Respect Diversity + Inclusion

Catholic university LGBTQ+ student group fights for official recognition

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Story at a glance

  • A LGBTQ+ student group at a Catholic university is still fighting to be officially recognized more than ten years after it was established.
  • CUAllies at the Catholic University of America in Washington, D.C. says it has been operating “underground” since it was founded in 2009. The university’s president has denied a request for recognition several times.
  • The university in 2019 filed an amicus brief in Bostock v. Clayton County, arguing that college campuses should be able to discriminate based on sexual orientation or gender identity.

A LGBTQ+ student group at a Catholic university in Washington, D.C. has yet to be officially recognized more than ten years after it was established.

The on-campus group CUAllies at the Catholic University of America says it has been operating “underground” since it was founded in 2009, as university administrators, including university President John Garvey, have on several occasions denied the club official recognition.

Without official recognition from the school, CUAllies does not have access to resources other student organizations are entitled to, like funding and the ability to rent rooms for meetings. The group also cannot advertise meetings on campus grounds.

“CUAllies wants recognition as a legitimate group at the Catholic University of America so that all students, regardless of their sexuality or gender identity, will be accepted and treated with respect,” the organization wrote on its Facebook page. “Just as Pope Francis confidently said, ‘If someone is gay and he searches for the Lord and has good will, who am I to judge?’”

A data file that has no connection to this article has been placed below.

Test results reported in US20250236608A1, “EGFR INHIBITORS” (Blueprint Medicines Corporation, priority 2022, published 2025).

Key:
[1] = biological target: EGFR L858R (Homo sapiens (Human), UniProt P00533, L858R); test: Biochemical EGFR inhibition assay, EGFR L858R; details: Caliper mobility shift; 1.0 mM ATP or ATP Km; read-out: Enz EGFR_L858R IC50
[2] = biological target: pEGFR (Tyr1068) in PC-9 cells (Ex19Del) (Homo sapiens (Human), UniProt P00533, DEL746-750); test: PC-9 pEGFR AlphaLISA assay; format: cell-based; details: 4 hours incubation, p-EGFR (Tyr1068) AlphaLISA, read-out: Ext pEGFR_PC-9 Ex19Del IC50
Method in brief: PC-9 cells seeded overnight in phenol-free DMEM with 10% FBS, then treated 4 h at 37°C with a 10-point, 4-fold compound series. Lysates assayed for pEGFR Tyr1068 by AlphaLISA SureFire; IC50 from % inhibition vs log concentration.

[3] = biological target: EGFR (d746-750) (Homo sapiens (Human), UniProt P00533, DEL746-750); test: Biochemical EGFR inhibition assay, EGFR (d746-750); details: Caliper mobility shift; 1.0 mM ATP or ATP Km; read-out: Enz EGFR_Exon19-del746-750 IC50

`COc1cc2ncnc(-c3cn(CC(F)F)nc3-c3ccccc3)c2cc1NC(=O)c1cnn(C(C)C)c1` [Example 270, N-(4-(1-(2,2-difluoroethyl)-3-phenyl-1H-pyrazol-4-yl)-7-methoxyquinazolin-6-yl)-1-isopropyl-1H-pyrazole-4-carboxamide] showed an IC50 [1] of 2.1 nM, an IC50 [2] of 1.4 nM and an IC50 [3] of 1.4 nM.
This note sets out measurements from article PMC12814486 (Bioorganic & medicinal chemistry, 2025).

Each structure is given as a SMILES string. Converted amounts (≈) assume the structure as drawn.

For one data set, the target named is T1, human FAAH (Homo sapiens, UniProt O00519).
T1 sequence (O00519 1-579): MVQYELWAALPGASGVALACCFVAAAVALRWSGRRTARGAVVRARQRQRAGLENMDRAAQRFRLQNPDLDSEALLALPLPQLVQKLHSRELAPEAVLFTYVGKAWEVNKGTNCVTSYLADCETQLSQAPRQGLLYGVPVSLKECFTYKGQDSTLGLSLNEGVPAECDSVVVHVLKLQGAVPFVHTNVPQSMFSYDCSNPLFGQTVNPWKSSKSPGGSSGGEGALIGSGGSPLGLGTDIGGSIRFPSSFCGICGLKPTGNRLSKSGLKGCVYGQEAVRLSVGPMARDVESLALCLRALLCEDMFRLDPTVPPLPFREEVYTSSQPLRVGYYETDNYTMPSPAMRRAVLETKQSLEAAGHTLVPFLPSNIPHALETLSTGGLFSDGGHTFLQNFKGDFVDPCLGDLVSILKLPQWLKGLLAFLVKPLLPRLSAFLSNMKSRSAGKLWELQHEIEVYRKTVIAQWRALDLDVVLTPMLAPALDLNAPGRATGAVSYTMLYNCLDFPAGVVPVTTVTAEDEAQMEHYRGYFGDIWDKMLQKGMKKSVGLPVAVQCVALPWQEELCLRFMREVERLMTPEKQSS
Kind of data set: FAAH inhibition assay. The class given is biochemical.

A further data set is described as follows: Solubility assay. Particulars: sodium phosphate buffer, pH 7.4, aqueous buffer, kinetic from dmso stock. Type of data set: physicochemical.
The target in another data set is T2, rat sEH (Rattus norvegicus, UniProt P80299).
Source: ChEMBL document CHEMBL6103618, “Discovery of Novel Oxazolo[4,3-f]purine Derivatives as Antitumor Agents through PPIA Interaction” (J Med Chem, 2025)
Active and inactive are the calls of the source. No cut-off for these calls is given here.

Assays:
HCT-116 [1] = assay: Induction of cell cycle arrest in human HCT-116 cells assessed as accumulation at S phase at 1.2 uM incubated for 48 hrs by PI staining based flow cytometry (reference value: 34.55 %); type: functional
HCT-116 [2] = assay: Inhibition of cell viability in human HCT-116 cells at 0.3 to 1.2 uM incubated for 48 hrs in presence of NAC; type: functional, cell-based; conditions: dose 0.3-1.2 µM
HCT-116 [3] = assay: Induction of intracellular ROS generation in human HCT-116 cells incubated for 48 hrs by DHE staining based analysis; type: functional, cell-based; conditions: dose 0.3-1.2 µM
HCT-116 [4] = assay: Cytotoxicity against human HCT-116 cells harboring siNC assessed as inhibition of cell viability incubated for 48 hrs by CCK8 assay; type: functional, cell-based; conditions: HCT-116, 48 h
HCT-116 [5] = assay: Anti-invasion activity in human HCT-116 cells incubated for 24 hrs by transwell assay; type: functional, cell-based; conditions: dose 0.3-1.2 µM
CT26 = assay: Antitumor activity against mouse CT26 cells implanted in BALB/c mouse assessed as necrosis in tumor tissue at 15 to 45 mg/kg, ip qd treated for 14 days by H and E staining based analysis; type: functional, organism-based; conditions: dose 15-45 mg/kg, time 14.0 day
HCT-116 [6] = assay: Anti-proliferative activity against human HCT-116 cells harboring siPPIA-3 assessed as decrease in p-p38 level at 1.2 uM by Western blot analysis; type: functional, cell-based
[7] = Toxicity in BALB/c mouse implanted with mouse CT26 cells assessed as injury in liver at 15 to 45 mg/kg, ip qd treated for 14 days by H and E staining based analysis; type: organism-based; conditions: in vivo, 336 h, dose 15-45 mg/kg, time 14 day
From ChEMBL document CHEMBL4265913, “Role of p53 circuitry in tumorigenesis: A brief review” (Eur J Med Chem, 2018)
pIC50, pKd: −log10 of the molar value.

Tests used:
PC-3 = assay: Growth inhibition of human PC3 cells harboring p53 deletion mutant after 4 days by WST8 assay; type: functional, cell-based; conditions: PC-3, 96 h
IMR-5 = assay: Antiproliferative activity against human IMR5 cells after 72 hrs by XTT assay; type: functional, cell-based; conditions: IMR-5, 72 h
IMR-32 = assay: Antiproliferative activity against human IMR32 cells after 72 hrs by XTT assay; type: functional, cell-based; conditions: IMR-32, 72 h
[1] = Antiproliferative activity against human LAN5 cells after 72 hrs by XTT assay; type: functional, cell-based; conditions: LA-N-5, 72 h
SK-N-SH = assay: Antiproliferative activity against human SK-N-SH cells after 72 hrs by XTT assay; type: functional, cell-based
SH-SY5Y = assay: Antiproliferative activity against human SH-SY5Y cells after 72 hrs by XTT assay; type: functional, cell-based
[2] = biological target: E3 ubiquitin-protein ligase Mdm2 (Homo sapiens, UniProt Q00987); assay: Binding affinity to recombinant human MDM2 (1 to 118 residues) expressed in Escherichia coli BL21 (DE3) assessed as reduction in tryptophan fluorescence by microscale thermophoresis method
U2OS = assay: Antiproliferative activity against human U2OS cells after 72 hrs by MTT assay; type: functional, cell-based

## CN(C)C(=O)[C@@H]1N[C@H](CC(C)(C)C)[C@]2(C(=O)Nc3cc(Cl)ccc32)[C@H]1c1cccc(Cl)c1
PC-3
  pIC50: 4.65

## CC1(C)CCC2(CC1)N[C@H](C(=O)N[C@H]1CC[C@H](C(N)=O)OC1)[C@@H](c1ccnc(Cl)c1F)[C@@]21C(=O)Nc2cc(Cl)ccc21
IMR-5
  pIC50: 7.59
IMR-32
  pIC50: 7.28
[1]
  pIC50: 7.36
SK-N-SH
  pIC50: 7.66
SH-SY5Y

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The organization last attempted to gain official recognition in March, when the university’s student government association passed a resolution for the club to request official status. The request was later denied by Garvey.

Students say the club’s “underground” status may reinforce the nonacceptance of LGBTQ+ people on campus because it makes being part of the LGBTQ+ community seem like a taboo.

“Just the act of having the university recognize us would be a huge step because it would make people feel way more welcome,” CUAllies President Ash Samuels told the Washington Blade

“The nature of having a club that operates under the radar makes you feel like they have to operate under the radar and so just being recognized would make people feel a lot more welcome,” he said.

According to Campus Pride, which advocates for LGBTQ+ safety and inclusion on college campuses, Catholic University is one of the 180 campuses deemed unsafe for LGBTQ+ students.

To place on the organization’s “Worst List,” an institution must have received or applied for a Title IX religious exemption or have a documented history of supporting anti-LGBTQ actions, programs and practices.

The university in 2019 filed an amicus brief in the U.S. Supreme Court case Bostock v. Clayton County, arguing that college campuses should be able to discriminate based on sexual orientation or gender identity under the Civil Rights Act of 1964.


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